June is a happy and exciting month for the LGBTQ+ community, being Pride Month.

Where people can proudly celebrate who they are and who they love.

And the crowds at these events seem to only grow bigger every year, as more and more LGBTQ+ allies also partake in the celebration.

Some of these allies might be late to the party, as it were, owing to the fact that they once held homophobic views, and only recently became more educated and changed their minds.

Redditor aestheticbear was curious what exactly it was that led former homophobes to change their previous views, leading them to ask:

"Former homophobic people of Reddit: what happened that made you stop being homophobic?"


It was what they were taught.

"Like many here, I grew up around people where homophobia was the norm."

"I come from a Latino, Mexican, background and I'm really ashamed of how much homophobia/hate in general there is in our culture."

"Since most Mexicans are Catholic, I grew up around the church a lot, especially since my father had once been a Catholic priest, long story."

"Growing up, and to this day, I was surrounded by lots of hate towards the LGTBQ+ community."

"My parents would often make remarks making queer people seem almost as if they were crazy."

"They would often say that they were crazy for wanting 'gay rights' and even saying 'yuck' if they saw a movie scene where 2 people of the same sex where kissing."

"As a kid, I was sort of brain washed into all of this."

"As I grew older, I learned more about the world around me especially learning from friends who had come out."

"I especially owe a lot to a teacher of mine who had opened my eyes up to many issues of our world."

"Now I'm a proud pansexual."- davvaz62

By simply getting to know them.

"I met some gay people."

"As it turns out they were just people"- moolord

By witnessing unjustified judgment.

"Not homophobic, but I woke up at about 10 when my mom said my uncle was banned from coming to our vacation condo by my father because he was gay."

"Before then I kind of let the arguments and both sides bit wash over me, but that was a crystallization point where I started noticing it as pure bigotry."

"I'm sorry the nicest dude in the family full of domestic violence and white collar drug abusers cant come to Christmas because he's gay?"

"You're both cheating on each other, sanctity of what marriage now?"- Robin_games

My mother knocked some sense into me

"My mom slapped me and told me everyone has a right to be happy."

"That was in 9th grade 13 years ago."- Bloodllust

Growing up

"Homophobia was the norm when I was growing up."

"Then I got older and the political landscape changed which made me question my belief and I came to the conclusion it just didn't make any sense to be homophobic."- LuciferIsFallen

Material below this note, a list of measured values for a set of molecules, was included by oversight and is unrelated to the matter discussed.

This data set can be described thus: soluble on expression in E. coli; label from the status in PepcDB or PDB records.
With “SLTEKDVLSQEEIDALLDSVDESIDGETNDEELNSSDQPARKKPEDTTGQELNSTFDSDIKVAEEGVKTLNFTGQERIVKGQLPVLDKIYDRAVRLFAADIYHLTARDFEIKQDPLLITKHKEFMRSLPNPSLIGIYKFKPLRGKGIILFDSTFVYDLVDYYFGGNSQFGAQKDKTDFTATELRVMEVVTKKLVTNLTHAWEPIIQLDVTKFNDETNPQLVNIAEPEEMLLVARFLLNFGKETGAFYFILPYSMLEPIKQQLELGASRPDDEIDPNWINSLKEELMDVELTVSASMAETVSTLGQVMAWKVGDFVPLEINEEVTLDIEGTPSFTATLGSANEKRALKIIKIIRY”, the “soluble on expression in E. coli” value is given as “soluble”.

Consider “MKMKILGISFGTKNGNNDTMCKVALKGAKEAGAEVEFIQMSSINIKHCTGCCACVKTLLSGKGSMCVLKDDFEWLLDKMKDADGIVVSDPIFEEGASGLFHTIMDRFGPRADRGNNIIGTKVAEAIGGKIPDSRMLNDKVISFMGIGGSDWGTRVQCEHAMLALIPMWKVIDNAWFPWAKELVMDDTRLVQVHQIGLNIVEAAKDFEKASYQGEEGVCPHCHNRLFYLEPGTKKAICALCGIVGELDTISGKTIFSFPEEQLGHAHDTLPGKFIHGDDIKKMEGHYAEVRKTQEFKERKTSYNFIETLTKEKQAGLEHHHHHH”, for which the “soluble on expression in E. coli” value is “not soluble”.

"Realized that, fundamentally, being gay is just 'what' you are. It’s not 'who' you are."

Self-discovery

"I came out as gay."- pethal

"Stopped listening to my homophobic family and left their religion."

"Oh and also realized I myself was pretty gay."- Raidden

Just one moment of clarity

"I wasn't super homophobic, just a 'love the sinner, hate the sin' kind of guy."

"On my last day in high school, someone said 'Why do I care? They're not hurting me'."

"Cured me in three seconds."

"I still remember how magical that moment was for me."- Dirgonite

Re-evaluating religion

"There are 20 years between myself and my youngest brother."

"I, and my SO, was raised in an explicitly homophobic/biphobic/transphobic fundamentalist religion, that I left with my SO in my early 20s.

"So I had a lot of internalized, conditioned, toxic beliefs about the LGBTQ that needed to be deconstructed."

"My little brother was obviously either gay or bi and it was obvious from the time he was six imho."

"He came out to my sisters, SO, and I as bi when he was 11 and we were like 'tell us something we don't know lol'."

"I think watching him just grow up, it was obvious that he hadn't chosen to be that way, it was just how he was."

"This false narrative that LGBTQ are somehow defective or sinners became more disgusting to me over time."

"I can't remember exactly when it happened but my SO and I were like 'if our future child happened to be LGBTQ, could we teach that child the things we were taught about the LGBTQ?'"

"'We were like 'no, that would be evil'."

"Now, we have an 18yo niece that recently came out as lesbian and we feel honored to be the only family that she trusts enough to introduce to her first GF."

"Spending time with her just reaffirms the fact that there is nothing wrong with the LGBTQ, it was our upbringing that was defective."- Jormungandr91

It's amazing how so many ignorant people don't realize that all one needs to do to see a little more clearly is to open your eyes.

Here's hoping that they help others who remain as ignorant as they once were to open their eyes as well.

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